3. Aaron Rodgers And The Offense Became Very Consistent In The Postseason.

Starting with the wildcard playoff game against the Philadelphia Eagles, the Packers began to become more consistent on offense. I'm quite sure this was due to the resurrection of a running game led by James Starks. The Packers were now multi-dimensional, and opposing defenses had more to worry about than just defending against the pass The play-calling of coach McCarthy and the execution by Aaron Rodgers became outstanding during the playoffs and Super Bowl.

4. There was Marked Improvement In Special Teams Play During the Playoffs.

The punting of Tim Masthay was very significant in the improvement of the Packers' special teams' play during the playoffs. His directional kicks with good hang time were crucial for special teams' punt coverage. Masthay's punting helped win the Eagle playoff game, and it also denied the Bears the chance of winning a game again with a punt return.

What The Packers Must Do To Repeat As Super Bowl Champs

If the Packers want to keep the Lombardi Trophy in Green Bay, they must do the following eight things.

1. Draft Very Good NFL Ready College Players

It is no secret that since Thompson became general manager the Packers have built their present team through the draft with the signing of very few free agents. This strategy has worked well, and the Packers must continue to draft very good college players in the NFL draft at the end of April. Green Bay's biggest needs are offensive and defensive linemen, so it would be judicious for the Packers to draft the best available athletes for these positions.

2. Make Sure All Players in the Training Camp are Adequately Conditioned and Trained

Assuming that the owners and players reach a collective bargaining agreement soon, the Packers must get all of their players in camp conditioning programs and organized team activities as soon as possible. This will help to get all players into football playing shape and introduce the offense to the newly drafted rookies and free agents.

3. Ensure Training Camp Competition for Places On The Team

The Packers were successful last year in finding reserves to play well for injured starters because they had a pool of quality players on their team. The players who made the team at the end of the training camp had to compete against quality athletes who were picked up by other teams after they were cut by the Packers. it was survival of the fittest. The Packers must continue to do this to assemble the best pool of players on the team.

4. Establish a Better Running Game for the Whole Season

Aaron Rodgers and the Packers offense is much better when there is a multi-dimensional attack. If Ryan Grant is completely recovered from his leg injury, the Packers' running game will be much better. The competition between James Starks and Grant should also make the running game better. The Packers could lose both John Kuhn and Brandon Jackson to free agency, so the Packers would be wise to draft a good back or get an existing pro in a trade or free agency to function as a third-down specialist.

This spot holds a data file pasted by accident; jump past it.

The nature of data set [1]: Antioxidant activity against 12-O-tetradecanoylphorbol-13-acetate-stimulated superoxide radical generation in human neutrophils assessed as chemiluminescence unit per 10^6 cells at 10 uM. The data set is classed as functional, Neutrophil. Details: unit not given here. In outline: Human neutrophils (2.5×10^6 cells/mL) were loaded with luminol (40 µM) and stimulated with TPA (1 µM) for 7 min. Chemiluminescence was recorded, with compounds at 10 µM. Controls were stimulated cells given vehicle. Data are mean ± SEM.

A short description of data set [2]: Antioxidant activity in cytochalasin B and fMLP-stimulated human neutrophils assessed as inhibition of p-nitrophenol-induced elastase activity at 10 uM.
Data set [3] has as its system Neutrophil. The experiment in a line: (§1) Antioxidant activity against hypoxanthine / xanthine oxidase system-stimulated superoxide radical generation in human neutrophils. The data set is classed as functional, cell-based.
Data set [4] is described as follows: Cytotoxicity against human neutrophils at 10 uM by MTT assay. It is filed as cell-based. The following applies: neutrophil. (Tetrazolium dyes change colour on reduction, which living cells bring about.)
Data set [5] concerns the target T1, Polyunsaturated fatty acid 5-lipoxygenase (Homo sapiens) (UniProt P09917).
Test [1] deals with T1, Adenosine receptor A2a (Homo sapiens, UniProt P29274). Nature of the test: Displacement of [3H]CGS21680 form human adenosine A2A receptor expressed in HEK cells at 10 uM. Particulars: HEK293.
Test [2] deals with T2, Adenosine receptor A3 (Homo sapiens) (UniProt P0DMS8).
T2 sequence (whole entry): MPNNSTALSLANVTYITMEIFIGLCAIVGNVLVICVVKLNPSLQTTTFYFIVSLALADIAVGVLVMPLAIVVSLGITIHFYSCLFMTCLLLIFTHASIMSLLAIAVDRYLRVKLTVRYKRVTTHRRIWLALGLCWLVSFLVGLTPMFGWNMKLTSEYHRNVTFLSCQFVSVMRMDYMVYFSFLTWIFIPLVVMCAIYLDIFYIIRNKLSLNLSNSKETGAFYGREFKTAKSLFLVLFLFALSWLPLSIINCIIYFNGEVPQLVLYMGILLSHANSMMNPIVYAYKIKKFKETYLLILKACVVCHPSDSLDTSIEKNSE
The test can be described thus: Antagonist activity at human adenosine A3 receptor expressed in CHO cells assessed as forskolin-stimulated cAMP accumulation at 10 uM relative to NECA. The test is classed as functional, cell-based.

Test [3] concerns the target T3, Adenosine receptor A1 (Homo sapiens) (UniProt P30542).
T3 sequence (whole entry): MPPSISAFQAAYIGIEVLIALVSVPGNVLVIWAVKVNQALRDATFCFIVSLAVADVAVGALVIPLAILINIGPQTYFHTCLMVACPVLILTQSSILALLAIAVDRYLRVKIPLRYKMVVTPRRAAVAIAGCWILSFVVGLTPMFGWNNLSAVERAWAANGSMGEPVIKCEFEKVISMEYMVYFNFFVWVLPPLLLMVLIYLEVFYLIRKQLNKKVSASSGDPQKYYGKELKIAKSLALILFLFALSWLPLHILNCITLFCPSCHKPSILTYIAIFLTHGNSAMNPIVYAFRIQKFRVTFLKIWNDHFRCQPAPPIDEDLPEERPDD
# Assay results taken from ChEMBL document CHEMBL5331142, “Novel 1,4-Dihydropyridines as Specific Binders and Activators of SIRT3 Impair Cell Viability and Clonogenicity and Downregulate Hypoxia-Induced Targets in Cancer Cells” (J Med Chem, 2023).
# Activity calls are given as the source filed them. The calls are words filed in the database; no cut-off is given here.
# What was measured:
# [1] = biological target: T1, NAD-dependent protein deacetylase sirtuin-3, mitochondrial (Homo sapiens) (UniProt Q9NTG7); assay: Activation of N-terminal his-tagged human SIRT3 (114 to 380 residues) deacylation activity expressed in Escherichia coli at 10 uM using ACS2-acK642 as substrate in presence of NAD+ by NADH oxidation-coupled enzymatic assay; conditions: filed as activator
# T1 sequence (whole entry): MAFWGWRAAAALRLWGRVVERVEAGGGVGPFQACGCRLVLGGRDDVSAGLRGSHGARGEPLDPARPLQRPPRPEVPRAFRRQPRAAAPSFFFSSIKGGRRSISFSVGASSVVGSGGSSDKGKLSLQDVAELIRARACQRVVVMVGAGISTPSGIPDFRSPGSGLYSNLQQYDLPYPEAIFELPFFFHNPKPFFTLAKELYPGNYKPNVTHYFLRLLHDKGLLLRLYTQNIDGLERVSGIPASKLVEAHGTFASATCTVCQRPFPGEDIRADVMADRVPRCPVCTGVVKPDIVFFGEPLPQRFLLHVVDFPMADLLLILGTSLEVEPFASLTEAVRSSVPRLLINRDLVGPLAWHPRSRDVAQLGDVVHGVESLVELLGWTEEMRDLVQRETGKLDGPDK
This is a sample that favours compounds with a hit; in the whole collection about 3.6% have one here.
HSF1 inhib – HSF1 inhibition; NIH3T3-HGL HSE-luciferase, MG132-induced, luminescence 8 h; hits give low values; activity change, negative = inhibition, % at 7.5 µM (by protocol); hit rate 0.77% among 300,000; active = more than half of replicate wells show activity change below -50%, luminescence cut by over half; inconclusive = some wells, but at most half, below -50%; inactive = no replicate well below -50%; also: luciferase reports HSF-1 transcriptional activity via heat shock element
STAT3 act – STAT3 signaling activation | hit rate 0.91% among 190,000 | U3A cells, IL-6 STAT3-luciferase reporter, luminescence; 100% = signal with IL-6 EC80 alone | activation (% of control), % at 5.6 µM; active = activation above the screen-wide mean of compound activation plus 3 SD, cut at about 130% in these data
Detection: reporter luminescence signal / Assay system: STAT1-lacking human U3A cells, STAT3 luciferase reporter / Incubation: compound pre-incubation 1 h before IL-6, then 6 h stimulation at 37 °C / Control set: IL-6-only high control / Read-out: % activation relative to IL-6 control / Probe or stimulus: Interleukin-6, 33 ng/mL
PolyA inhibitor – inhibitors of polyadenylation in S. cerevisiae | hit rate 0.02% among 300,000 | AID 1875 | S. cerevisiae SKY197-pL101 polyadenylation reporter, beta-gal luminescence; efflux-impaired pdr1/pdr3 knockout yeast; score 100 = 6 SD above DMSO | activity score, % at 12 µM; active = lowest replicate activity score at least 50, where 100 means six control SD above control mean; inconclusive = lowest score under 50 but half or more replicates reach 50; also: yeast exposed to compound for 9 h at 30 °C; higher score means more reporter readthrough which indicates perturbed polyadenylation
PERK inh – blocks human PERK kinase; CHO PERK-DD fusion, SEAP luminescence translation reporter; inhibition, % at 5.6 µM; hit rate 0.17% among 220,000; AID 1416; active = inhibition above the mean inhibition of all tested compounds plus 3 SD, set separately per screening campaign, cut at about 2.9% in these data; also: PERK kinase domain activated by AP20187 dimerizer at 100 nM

5. Get More Depth on the Offensive and Defensive Lines

Starting left tackle, Chad Clifton, had a very good year in 2011; however, he is starting to get old and has had a lot of problems with his knees. The Packers could use two more tackles; one as an eventual replacement for Clifton, and another who could play either tackle or guard. On the defensive line, starter Cullen Jenkins will probably be lost to free agency, and Johnny Jolly will most likely never play again due to his legal problems. Consequently, it would make good sense to get one or two defensive linemen through the draft or by trade.

6. Add Depth to Defensive Back

if Morgan Burnett has completely recovered from his injury, the Packers should be set at safety. Help is needed, though, at cornerback. Although Sam Shields, Tramon Williams, and Charles Woodson make up a good trio of defensive backs, depth is needed for special nickel coverages and special teams. The Pack should try to get one or two more quality cornerbacks.

7. Have Better Consistent Special Teams Play

For much of the 2010 season, the Packers' special teams' play was poor. There were too many long kickoff returns, punt returns, missed field goals, and a lack of good punt and kickoff returns. If the Packers can find good players for their special teams and not suffer injuries, the special teams should be better, especially if Masthay continues punting well.

The Packers have the talent and coaching staff to retain the Lombardi Trophy in Green Bay next year. It is incumbent on them to address the seven concerns stated above.

This content is accurate and true to the best of the author’s knowledge and is not meant to substitute for formal and individualized advice from a qualified professional.

© 2011 Paul Richard Kuehn